We recommend that all clients (including horse boarders if you are going to ride on any of our trails or in the high country) purchase a Colorado Search and Rescue (CORSAR) card BEFORE coming on a trip. The purpose of this card is to assist in the costs associated with a backcountry evacuation should the situation arise (hopefully not!). If you purchase a hunting or fishing license, it is included. You can purchase these in Durango wherever hunting and fishing licenses are sold, or you can purchase one online.
Purchase a Colorado Outdoor Recreation Search and Rescue (CORSAR) Card (both of these links work):
Locally, CORSAR cards can be purchased at the following businesses:
Why Buy a CORSAR Card?
Colorado residents and visitors are well served by dedicated volunteer search and rescue teams, but mission costs are often in the thousands of dollars. By purchasing a CORSAR card you are contributing to the Search and Rescue Fund, which will reimburse these teams for costs incurred in your search and rescue. Funds remaining at the end of the year are used to help pay for training and equipment for these teams. Anyone with a current hunting/fishing license, or boat, snowmobile, ATV registration is already covered by the fund.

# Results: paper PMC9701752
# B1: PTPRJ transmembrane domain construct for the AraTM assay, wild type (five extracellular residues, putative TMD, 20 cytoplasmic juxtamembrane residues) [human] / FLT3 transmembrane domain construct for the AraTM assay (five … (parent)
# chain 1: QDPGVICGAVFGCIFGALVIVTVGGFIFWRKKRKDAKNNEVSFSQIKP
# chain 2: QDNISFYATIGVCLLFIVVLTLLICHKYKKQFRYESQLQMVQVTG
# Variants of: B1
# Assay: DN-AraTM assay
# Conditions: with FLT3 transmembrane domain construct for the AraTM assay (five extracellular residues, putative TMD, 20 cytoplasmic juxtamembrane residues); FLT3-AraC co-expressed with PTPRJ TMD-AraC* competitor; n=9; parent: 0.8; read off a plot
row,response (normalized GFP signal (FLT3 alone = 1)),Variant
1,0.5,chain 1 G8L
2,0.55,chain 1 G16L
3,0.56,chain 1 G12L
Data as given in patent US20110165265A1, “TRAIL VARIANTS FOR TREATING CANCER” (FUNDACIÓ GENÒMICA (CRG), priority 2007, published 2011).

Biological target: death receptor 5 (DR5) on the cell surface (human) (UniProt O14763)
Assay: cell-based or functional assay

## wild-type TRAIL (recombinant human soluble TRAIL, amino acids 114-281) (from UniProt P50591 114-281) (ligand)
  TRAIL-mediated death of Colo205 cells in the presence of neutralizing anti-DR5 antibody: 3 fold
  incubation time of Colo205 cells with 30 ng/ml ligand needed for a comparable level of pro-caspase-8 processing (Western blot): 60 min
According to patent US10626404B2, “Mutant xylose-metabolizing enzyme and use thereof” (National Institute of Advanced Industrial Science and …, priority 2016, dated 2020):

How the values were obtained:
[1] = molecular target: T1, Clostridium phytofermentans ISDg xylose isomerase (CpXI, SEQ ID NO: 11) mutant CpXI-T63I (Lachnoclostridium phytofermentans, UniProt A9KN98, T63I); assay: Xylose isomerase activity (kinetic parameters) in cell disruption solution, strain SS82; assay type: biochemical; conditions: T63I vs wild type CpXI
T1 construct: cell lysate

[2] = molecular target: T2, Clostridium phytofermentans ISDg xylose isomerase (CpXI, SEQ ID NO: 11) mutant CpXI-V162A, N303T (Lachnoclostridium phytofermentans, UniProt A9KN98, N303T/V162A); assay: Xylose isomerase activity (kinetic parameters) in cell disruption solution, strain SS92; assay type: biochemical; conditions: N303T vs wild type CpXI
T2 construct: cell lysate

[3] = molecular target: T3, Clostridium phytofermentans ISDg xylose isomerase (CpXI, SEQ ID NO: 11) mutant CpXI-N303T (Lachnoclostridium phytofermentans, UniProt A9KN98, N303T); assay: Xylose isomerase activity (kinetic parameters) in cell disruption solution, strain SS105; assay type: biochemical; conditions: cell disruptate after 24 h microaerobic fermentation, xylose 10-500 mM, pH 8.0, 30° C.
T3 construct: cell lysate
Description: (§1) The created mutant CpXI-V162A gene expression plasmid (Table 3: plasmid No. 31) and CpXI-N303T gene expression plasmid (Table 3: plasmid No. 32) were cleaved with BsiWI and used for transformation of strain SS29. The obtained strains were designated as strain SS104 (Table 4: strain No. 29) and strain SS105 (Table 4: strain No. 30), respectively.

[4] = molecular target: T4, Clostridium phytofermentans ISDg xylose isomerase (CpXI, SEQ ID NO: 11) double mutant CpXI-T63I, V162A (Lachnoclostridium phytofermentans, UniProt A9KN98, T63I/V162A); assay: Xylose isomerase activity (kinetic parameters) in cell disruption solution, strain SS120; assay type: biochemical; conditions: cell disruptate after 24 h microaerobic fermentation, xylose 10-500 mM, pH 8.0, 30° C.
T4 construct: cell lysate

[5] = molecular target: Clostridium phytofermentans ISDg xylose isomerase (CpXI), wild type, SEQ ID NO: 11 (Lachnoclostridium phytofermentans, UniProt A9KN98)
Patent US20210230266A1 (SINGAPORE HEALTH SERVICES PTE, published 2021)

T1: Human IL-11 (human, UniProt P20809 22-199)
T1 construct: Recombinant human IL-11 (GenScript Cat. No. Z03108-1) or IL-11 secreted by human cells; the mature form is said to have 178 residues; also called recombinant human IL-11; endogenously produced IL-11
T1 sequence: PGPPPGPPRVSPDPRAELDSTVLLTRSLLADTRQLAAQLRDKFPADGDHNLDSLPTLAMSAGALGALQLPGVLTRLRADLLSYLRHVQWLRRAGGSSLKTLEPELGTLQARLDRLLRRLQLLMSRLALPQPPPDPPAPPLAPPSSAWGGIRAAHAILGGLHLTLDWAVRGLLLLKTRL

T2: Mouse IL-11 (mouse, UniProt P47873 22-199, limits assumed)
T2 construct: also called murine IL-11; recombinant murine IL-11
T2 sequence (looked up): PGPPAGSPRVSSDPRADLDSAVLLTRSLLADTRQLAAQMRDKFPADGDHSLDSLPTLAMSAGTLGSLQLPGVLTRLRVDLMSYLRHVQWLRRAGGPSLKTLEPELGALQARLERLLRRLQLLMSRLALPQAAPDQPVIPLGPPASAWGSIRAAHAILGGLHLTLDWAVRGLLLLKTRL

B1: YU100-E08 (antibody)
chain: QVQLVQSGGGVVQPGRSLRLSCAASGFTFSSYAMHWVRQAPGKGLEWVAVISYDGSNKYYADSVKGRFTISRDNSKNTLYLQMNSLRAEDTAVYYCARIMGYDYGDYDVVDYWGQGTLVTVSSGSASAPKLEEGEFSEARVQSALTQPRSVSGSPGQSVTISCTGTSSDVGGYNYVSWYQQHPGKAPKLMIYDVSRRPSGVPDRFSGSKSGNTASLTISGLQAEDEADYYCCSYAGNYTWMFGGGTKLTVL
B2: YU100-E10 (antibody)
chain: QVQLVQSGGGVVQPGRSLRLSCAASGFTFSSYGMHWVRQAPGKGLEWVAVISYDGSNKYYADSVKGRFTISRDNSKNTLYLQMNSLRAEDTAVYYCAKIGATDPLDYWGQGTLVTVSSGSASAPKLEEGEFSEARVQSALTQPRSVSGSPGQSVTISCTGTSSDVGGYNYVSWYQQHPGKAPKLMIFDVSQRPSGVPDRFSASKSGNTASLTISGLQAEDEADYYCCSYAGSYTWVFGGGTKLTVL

The CORSAR Card Is Not Insurance
The card is not insurance and does not reimburse individuals nor does it pay for medical transport. Medical transport includes helicopter flights or ground ambulance. If aircraft are used as a search vehicle, those costs are reimbursed by the fund. If the aircraft becomes a medical transport due to a medical emergency, the medical portion of the transport is not covered.
The CORSAR cards are available for $3 for one year and $12 for five years, and can be purchased at over 300 retailers in the state. You may also purchase cards online. For the cost of the card, you have helped ensure that trained and well equipped search and rescue teams will respond should you become lost or in need of rescue. Furthermore, volunteers will not have to incur undue expense due to your emergency.
Note: much of the above information was taken from the La Plata County Search and Rescue Website: